Emma and Zoe Making Bread

Todos Santos Table Up Close 2a

Mesa Difuntos en la Casa de Mendoza Dolan

Featured on the table are the colourful t’antawawas- breads with clay faces- sold at markets throughout Bolivia prior to Todos Santos and shaped like lost friends and loved ones.  The baking of the breads is very fun and not at all maudlin.  So different from the way in which North Americans deal with loss.  We all took turns kneading and shaping the dough and telling stories about those we have lost in Spanish, English and “Spanglish!”

Todos Santo Table, El Alto Museun of Culture

Todos Santos Mesa Difuntos, El Alto Museum of Culture

On November 2, Bolivians visit neighbours and share the special foods and drinks from their tables.  They also visit cemeteries, where they have picnics, dance and play music.  All around La Paz, there was the sound of music with small bands of men playing Andean flutes and drums and women in traditional dress travelling towards the cemetery.  The men seen here played for passers-by, before hopping on the bus to the nearest cemetery.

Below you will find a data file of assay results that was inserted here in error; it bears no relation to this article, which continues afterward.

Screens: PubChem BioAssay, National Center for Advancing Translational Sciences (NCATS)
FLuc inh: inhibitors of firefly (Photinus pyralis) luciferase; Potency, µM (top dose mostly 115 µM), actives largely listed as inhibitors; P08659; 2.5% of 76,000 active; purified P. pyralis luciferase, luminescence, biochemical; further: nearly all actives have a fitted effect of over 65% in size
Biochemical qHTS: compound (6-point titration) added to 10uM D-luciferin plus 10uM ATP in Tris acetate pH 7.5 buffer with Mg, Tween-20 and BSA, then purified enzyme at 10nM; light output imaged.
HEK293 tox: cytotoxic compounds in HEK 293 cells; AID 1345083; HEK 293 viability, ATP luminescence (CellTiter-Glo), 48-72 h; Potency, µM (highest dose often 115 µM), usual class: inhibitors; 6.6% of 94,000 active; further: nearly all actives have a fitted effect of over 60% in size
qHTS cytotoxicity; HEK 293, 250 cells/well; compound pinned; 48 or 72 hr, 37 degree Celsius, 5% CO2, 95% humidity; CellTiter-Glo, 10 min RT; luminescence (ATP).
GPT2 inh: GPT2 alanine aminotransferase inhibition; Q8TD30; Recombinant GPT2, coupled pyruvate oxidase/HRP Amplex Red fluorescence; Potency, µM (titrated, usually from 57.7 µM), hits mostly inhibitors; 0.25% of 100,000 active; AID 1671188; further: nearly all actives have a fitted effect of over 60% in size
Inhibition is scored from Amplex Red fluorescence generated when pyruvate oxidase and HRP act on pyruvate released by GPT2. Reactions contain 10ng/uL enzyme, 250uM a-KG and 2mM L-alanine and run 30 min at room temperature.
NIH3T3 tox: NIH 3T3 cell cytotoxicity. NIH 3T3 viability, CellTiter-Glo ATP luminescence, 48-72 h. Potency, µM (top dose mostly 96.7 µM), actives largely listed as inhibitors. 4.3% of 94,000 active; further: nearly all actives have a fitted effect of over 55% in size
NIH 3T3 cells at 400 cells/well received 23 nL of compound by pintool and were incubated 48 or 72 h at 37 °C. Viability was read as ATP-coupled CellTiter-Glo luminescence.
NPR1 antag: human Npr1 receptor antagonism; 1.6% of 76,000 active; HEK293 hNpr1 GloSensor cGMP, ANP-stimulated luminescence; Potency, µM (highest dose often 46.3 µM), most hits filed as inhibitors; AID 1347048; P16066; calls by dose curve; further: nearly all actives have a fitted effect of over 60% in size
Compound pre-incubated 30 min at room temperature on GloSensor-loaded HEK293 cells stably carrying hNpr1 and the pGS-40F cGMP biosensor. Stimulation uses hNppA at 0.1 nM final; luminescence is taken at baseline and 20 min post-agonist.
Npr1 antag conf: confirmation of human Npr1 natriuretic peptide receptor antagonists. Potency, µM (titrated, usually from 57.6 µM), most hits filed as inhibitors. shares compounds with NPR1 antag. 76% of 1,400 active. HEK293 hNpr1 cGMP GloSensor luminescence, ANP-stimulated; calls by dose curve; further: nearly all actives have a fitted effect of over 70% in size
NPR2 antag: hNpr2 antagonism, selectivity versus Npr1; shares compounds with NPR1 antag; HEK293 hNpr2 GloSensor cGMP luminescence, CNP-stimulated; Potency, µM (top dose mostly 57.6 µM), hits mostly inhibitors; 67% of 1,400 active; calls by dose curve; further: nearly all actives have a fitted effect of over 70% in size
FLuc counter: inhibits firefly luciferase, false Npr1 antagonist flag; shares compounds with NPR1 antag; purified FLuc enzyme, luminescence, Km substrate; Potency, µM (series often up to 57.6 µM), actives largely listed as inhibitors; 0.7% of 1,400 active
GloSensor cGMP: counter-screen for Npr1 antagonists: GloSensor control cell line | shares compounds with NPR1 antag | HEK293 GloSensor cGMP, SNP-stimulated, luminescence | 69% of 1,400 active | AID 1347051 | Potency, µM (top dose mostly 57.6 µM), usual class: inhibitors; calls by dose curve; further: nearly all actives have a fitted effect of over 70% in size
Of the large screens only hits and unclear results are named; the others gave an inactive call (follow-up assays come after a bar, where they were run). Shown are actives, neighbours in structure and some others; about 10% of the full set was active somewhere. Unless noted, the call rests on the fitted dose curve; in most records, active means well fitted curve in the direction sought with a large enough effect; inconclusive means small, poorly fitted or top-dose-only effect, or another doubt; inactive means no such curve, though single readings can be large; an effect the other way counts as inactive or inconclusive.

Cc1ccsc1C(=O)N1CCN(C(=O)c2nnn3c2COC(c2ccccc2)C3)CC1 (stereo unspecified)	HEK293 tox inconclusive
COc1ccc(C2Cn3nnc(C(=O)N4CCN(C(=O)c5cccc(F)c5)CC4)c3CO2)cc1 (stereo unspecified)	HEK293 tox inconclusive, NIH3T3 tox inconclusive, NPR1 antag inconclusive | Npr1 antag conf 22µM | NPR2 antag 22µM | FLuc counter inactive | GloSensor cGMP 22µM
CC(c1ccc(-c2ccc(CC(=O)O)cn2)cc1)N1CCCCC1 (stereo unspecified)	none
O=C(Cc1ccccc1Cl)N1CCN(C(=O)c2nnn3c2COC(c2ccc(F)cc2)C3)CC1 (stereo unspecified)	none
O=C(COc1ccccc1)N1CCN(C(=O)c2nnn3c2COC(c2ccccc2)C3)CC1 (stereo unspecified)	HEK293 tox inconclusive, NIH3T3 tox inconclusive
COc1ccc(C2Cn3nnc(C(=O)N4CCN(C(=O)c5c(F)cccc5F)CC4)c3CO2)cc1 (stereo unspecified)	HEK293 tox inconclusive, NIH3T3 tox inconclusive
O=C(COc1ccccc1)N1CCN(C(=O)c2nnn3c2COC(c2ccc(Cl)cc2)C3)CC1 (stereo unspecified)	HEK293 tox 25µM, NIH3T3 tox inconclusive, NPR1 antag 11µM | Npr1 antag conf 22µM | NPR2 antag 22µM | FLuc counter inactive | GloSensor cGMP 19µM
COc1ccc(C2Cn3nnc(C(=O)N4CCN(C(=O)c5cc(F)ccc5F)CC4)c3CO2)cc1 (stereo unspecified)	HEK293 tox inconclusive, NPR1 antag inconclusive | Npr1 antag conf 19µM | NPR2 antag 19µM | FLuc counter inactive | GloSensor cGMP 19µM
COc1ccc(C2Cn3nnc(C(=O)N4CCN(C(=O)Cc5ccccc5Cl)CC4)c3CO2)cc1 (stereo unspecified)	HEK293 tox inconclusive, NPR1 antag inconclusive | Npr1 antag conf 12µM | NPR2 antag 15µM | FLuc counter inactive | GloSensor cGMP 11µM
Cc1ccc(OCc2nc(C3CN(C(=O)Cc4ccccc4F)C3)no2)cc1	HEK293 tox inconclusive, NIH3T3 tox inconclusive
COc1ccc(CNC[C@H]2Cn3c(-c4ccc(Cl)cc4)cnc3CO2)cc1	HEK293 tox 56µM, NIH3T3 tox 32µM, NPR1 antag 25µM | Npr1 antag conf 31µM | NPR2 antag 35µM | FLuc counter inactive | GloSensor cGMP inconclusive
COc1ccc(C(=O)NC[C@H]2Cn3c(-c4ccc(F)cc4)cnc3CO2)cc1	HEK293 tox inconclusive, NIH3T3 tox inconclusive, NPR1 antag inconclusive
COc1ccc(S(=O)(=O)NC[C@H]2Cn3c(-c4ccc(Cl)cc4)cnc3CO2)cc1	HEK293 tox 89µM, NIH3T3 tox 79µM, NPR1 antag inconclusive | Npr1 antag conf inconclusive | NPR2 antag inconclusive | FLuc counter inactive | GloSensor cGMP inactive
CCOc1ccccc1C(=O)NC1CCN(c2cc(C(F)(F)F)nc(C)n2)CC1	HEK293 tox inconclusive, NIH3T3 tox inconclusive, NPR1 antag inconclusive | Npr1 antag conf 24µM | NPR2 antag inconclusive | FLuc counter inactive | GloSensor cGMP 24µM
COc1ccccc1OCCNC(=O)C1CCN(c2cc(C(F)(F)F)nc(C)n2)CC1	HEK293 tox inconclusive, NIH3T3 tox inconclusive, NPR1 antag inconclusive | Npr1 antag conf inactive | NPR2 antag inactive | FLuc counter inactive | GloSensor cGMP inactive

Todos Santos Band

I am now on a mission to search the Mercado in La Paz for the little clay faces, so that we can make t’antawawas  next year on Todos Santos!

Our visit to the Museum of Indigenous Art, El Alto, Bolivia.

t’antawawas at the Museum of Indigenous Art, El Alto, Bolivia.

Food for Thought- How We Eat

Well, it’s January. Or, should we call it, Repentuary- the month we repent for all of our so called food sins of the previous weeks, months, years?

Around the world, people have turned over a new leaf. Whatever you want to call it…a regime…a cleanse…a detox…a new kick… it always goes the same way; rid the shelves of junk and fill them with healthier alternatives. Yesterday I chucked the cheezies and added hemp hearts and organic cacao for an Avocado Chocolate Breakfast Trifle recommended by Jamie Oliver in Saturday’s Globe. Sounds like dessert to me but, hey,  Jamie says it will provide a healthy start to the day and who am I to doubt?  And, all you do is throw everything in a food processor!


This new hemp heart/cacao approach to eating is not to say that the cheezies won’t make another appearance in my pantry, of course. Just, not for now. We all know that most “new kicks” don’t last long and being a chef for the last thirty-odd years, I have seen lots of food trends come and go.